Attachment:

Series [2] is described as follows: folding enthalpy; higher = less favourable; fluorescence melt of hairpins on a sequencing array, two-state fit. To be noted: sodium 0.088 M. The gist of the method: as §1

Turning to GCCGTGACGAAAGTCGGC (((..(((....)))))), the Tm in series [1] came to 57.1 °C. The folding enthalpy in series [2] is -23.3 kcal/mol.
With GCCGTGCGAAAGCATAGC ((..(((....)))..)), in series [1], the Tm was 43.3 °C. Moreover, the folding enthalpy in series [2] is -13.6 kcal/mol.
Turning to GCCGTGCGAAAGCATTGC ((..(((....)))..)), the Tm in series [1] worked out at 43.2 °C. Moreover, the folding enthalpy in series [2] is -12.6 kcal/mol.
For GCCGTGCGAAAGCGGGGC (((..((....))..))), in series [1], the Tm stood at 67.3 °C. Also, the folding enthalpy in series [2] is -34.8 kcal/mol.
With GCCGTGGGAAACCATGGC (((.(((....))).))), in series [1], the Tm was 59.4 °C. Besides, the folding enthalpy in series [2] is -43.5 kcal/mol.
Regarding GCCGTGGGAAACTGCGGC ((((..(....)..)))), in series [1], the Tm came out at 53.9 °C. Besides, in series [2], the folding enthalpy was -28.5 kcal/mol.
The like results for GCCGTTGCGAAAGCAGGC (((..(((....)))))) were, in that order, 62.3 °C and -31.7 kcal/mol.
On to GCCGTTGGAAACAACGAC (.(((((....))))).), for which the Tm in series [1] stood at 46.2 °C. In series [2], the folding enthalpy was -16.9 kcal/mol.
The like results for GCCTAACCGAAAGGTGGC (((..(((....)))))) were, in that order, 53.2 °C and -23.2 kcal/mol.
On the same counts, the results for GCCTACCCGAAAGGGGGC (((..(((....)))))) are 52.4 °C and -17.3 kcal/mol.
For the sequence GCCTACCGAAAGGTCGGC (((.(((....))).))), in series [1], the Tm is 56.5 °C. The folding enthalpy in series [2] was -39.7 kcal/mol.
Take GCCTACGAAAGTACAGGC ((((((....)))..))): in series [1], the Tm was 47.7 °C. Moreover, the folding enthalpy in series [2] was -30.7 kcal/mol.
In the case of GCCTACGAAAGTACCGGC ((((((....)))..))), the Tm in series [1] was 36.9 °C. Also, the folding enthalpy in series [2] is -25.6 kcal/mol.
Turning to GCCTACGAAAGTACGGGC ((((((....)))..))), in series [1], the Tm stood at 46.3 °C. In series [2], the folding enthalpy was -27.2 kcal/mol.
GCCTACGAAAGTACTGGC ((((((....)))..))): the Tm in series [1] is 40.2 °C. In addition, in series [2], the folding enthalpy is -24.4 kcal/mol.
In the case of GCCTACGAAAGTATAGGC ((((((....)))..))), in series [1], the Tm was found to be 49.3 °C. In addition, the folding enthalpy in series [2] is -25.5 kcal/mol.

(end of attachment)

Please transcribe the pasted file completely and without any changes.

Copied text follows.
Series [2] is described as follows: folding enthalpy; higher = less favourable; fluorescence melt of hairpins on a sequencing array, two-state fit. To be noted: sodium 0.088 M. The gist of the method: as §1

Turning to GCCGTGACGAAAGTCGGC (((..(((....)))))), the Tm in series [1] came to 57.1 °C. The folding enthalpy in series [2] is -23.3 kcal/mol.
With GCCGTGCGAAAGCATAGC ((..(((....)))..)), in series [1], the Tm was 43.3 °C. Moreover, the folding enthalpy in series [2] is -13.6 kcal/mol.
Turning to GCCGTGCGAAAGCATTGC ((..(((....)))..)), the Tm in series [1] worked out at 43.2 °C. Moreover, the folding enthalpy in series [2] is -12.6 kcal/mol.
For GCCGTGCGAAAGCGGGGC (((..((....))..))), in series [1], the Tm stood at 67.3 °C. Also, the folding enthalpy in series [2] is -34.8 kcal/mol.
With GCCGTGGGAAACCATGGC (((.(((....))).))), in series [1], the Tm was 59.4 °C. Besides, the folding enthalpy in series [2] is -43.5 kcal/mol.
Regarding GCCGTGGGAAACTGCGGC ((((..(....)..)))), in series [1], the Tm came out at 53.9 °C. Besides, in series [2], the folding enthalpy was -28.5 kcal/mol.
The like results for GCCGTTGCGAAAGCAGGC (((..(((....)))))) were, in that order, 62.3 °C and -31.7 kcal/mol.
On to GCCGTTGGAAACAACGAC (.(((((....))))).), for which the Tm in series [1] stood at 46.2 °C. In series [2], the folding enthalpy was -16.9 kcal/mol.
The like results for GCCTAACCGAAAGGTGGC (((..(((....)))))) were, in that order, 53.2 °C and -23.2 kcal/mol.
On the same counts, the results for GCCTACCCGAAAGGGGGC (((..(((....)))))) are 52.4 °C and -17.3 kcal/mol.
For the sequence GCCTACCGAAAGGTCGGC (((.(((....))).))), in series [1], the Tm is 56.5 °C. The folding enthalpy in series [2] was -39.7 kcal/mol.
Take GCCTACGAAAGTACAGGC ((((((....)))..))): in series [1], the Tm was 47.7 °C. Moreover, the folding enthalpy in series [2] was -30.7 kcal/mol.
In the case of GCCTACGAAAGTACCGGC ((((((....)))..))), the Tm in series [1] was 36.9 °C. Also, the folding enthalpy in series [2] is -25.6 kcal/mol.
Turning to GCCTACGAAAGTACGGGC ((((((....)))..))), in series [1], the Tm stood at 46.3 °C. In series [2], the folding enthalpy was -27.2 kcal/mol.
GCCTACGAAAGTACTGGC ((((((....)))..))): the Tm in series [1] is 40.2 °C. In addition, in series [2], the folding enthalpy is -24.4 kcal/mol.
In the case of GCCTACGAAAGTATAGGC ((((((....)))..))), in series [1], the Tm was found to be 49.3 °C. In addition, the folding enthalpy in series [2] is -25.5 kcal/mol.